Trade has been the most important driver of international growth over the past 60 years and is a key to creating jobs in emerging markets such as SA.
The looming Basel III guidelines have pros and cons for the country. They could affect the availability and cost of trade finance, putting pressure on trade flows and ultimately affecting global development.
Basel III, a regulatory reform aimed at righting the wrongs that led to the economic crisis of recent years, aims to reduce banks' dependence on short-term loans (trade financing averages 115 days).
The potential effects of Basel III are so unfavourable to trade finance that the G20, a group of finance ministers and central bank governors from 20 major economies, has committed to reform in this area and the World Bank, the International Monetary Fund and the Financial Stability Board are conducting research into it.
Trade finance is considered a safe and profitable form of financing. Five years of data from 14 of the world's largest commercial banks showed only 3 000 defaults. This was on 11-million transactions representing more than $2-trillion and covering more than 65% of the world's trade finance transactions.
In its 2011 annual report, the International Chamber of Commerce concluded that trade finance was low-risk and should be treated as such by regulation.
A priority recommendation submitted to the G20 by the nations' business leaders at its summit in Mexico earlier this year was that Basel III regulations be reformed. The leaders' task force said "the G20 should recognise the low-risk nature of trade nance activity and the value it provides for emerging economies and take action to reverse the unintended consequences of the capital and liquidity treatment of trade finance".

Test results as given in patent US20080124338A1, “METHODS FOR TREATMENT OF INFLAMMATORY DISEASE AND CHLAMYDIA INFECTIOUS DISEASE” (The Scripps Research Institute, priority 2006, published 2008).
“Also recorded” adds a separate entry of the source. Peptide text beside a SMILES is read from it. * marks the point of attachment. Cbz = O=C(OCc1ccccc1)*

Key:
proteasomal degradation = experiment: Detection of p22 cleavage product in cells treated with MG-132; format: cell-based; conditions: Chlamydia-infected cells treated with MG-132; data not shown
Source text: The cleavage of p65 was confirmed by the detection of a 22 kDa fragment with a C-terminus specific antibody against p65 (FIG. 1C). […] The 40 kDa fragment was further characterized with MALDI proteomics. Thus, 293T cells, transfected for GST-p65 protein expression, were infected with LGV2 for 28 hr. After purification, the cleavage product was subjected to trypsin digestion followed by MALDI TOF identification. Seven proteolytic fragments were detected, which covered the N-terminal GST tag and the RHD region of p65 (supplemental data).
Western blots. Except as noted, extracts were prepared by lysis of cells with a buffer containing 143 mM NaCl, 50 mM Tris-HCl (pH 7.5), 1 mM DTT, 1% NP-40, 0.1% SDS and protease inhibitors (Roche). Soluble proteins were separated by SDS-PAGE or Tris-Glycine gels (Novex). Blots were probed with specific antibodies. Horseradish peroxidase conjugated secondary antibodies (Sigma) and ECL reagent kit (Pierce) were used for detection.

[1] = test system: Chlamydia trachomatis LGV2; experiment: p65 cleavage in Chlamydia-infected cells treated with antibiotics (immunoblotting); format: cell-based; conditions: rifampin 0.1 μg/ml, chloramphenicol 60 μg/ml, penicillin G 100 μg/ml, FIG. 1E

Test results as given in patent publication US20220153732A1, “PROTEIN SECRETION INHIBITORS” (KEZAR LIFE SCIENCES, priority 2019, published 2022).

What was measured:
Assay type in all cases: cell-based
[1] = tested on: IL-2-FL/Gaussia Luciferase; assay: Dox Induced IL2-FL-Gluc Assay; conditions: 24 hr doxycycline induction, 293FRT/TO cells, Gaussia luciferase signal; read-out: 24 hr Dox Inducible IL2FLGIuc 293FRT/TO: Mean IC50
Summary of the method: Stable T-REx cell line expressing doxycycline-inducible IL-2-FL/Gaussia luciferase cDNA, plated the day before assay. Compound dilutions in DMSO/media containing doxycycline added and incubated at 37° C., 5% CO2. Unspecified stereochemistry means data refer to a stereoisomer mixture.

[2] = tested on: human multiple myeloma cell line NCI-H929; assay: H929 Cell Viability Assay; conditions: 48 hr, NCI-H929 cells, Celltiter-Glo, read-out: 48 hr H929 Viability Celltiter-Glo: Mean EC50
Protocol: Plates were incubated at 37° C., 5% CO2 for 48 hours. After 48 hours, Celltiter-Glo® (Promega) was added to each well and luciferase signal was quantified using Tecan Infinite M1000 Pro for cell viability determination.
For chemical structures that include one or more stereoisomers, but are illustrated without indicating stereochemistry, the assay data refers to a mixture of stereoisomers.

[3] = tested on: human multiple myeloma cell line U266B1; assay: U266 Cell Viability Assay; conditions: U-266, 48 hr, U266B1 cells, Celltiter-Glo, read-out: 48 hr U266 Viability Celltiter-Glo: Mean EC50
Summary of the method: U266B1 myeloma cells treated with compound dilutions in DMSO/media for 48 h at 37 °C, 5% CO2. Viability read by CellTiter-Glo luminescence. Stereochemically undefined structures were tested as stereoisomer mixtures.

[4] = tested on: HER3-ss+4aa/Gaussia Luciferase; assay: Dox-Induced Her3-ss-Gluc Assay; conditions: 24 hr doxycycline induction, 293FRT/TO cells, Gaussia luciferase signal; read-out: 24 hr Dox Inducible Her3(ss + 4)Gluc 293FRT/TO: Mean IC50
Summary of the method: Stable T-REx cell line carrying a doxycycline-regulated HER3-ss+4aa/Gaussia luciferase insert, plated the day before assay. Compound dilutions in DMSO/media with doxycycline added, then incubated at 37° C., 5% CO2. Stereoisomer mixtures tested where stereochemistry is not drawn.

The Basel III regulations cite the failure to capture major on- and off-balance sheet risks, as well as derivative-related exposures, as a key destabilising factor during the crisis.
Basel III, due to be phased in from next year, requires that all off-balance sheet items have a credit conversion factor of 100%. Instead of providing capital at 10% or 20%, such loans will have to be fully capitalised. This is less profitable for banks and not consistent with the low-risk nature of trade financing.
According to BAFT-IFSA, the association for organisations actively engaged in international transaction banking, Basel III could raise trade finance costs by 18% to 40% and this is likely to be passed on to corporate clients. The potential amount of trade finance available could also slow in favour of using the balance sheet for other, more profitable corporate products.
However, the South African Reserve Bank's registrar of banks, René van Wyk, said: "Only under specific circumstances will it contribute to restricting the businesses of banks that fail to comply with the limit imposed by the leverage ratio."
He said banks did not currently hold capital against 100% of their exposures to trade finance and this was not expected to become the requirement. Already, recent pronouncements by the Basel committee on banking supervision had introduced specific changes to the framework that reduced the capital requirement for specific trade finance transactions, Van Wyk said.